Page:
Introduction: Baseline severity and clinical stroke syndrome (Oxford Community Stroke Project, OCSP) classification are predictors of outcome in stroke. We used data from the ‘Tinzaparin in Acute Ischaemic Stroke Trial’ (TAIST) to assess the relationship between stroke severity, early recovery, outcome and OCSP syndrome. Methods: TAIST was a randomised controlled trial assessing the safety and efficacy of tinzaparin versus aspirin in 1,484 patients with acute ischaemic stroke. Severity was measured as the Scandinavian Neurological Stroke Scale (SNSS) at baseline and days 4, 7 and 10, and baseline OCSP clinical classification recorded: total anterior circulation infarct (TACI), partial anterior circulation infarct (PACI), lacunar infarct (LACI) and posterior circulation infarction (POCI). Recovery was calculated as change in SNSS from baseline at day 4 and 10. The relationship between stroke syndrome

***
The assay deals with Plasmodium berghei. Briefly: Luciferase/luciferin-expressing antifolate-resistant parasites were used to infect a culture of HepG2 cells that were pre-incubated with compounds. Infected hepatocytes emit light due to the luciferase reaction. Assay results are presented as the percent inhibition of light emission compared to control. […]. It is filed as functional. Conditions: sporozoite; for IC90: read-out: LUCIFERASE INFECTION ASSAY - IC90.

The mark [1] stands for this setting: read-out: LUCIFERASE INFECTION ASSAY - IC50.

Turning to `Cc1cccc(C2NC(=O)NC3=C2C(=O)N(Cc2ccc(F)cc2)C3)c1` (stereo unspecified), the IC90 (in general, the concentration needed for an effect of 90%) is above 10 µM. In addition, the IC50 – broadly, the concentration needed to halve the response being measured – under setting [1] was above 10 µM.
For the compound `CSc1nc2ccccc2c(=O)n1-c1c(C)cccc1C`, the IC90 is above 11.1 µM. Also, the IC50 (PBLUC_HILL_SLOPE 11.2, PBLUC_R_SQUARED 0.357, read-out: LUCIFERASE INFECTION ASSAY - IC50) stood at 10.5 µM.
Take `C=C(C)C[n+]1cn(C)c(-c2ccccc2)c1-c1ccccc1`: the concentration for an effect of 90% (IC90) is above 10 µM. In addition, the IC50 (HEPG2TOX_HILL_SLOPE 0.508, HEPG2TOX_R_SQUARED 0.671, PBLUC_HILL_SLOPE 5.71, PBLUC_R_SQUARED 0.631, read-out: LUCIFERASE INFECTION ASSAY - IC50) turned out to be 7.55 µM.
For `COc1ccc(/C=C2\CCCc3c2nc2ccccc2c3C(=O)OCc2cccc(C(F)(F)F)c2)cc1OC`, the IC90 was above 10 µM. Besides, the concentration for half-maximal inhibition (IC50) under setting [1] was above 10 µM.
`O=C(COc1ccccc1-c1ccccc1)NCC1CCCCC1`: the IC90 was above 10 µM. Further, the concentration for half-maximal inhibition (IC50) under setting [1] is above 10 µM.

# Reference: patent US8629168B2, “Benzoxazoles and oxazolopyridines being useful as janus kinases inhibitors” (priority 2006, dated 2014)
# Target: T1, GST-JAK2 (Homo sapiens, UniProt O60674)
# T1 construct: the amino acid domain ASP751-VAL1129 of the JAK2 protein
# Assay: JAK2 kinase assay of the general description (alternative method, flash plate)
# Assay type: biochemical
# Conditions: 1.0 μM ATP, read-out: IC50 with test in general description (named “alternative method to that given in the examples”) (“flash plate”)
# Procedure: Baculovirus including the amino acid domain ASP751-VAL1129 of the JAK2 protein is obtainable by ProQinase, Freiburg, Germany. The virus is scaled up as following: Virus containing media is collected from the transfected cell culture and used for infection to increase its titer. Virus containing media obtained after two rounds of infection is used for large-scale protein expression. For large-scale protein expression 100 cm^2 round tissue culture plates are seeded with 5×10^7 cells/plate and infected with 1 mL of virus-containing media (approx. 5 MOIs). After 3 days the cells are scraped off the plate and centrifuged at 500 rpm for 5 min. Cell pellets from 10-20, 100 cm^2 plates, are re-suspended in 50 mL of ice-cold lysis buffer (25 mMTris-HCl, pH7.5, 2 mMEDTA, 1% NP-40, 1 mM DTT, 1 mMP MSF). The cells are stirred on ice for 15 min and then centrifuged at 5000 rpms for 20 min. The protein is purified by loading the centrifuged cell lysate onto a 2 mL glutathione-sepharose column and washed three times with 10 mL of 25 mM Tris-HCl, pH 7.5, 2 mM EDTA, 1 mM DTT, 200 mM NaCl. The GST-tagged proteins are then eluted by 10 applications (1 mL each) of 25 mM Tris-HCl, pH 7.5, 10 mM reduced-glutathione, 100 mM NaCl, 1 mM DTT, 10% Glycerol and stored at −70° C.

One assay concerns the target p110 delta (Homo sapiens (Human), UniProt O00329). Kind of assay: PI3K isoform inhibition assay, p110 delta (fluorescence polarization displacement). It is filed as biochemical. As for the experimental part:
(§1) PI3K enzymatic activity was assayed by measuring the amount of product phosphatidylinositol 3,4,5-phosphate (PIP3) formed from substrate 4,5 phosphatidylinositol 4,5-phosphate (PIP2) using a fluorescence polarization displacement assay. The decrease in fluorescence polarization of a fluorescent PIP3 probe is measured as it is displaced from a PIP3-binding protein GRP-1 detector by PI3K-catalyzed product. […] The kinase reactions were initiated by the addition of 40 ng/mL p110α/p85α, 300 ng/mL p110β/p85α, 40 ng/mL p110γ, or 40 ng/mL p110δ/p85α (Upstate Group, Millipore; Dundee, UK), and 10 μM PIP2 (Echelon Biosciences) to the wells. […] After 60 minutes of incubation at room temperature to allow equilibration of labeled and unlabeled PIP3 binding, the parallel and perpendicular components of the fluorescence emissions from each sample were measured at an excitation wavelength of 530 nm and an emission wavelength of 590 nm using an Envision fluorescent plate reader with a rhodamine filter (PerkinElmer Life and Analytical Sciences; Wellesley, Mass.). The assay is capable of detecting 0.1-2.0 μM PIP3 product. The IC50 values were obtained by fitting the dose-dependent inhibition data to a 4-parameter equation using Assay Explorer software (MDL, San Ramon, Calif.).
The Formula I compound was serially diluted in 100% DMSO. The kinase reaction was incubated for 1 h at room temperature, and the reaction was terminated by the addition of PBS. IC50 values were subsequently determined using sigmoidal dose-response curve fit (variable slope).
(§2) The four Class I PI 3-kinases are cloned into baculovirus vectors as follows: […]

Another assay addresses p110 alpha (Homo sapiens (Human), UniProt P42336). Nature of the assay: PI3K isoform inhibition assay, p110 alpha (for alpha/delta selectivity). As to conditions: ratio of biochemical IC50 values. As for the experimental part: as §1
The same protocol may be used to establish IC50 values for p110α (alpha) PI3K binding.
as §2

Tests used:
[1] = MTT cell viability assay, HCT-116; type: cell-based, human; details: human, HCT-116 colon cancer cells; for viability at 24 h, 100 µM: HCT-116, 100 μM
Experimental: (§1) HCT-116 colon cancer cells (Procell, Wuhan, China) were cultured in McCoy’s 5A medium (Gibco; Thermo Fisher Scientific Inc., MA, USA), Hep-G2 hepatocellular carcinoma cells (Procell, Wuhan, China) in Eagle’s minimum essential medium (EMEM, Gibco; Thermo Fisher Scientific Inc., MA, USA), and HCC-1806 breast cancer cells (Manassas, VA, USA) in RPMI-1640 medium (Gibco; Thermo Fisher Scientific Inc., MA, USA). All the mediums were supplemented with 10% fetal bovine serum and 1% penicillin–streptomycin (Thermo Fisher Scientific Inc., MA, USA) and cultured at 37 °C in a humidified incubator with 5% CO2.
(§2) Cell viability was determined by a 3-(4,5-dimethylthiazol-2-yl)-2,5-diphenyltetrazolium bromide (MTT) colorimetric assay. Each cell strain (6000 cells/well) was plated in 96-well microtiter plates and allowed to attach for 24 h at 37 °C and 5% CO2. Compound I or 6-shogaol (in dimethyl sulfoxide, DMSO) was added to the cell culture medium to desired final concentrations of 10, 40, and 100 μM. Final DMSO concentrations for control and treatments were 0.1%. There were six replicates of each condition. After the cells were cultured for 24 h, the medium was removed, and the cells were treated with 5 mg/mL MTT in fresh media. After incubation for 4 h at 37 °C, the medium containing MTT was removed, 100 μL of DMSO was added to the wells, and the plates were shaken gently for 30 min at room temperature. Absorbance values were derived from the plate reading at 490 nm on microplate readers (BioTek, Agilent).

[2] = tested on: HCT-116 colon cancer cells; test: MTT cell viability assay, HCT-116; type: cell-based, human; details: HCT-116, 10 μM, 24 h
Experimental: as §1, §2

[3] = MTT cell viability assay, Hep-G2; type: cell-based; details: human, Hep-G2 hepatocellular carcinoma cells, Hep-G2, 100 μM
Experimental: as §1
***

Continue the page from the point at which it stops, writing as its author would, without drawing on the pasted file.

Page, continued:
and SNSS at days 4 and 10, and outcome (modified Rankin scale at 90 days) were assessed.
Results: Stroke severity was significantly different between TACI (most severe) and LACI (mildest) at all four time points (p
Sprigg, N., Gray, L. J., Bath, P. M., Lindenstrom, E., Boysen, G., De Deyn, P. P., …Ringelstein, B. (2007). Stroke severity, early recovery and outcome are each related with clinical classification of stroke: data from the 'Tinzaparin in Acute Ischaemic Stroke Trial (TAIST). Journal of the Neurological Sciences, 254(1-2),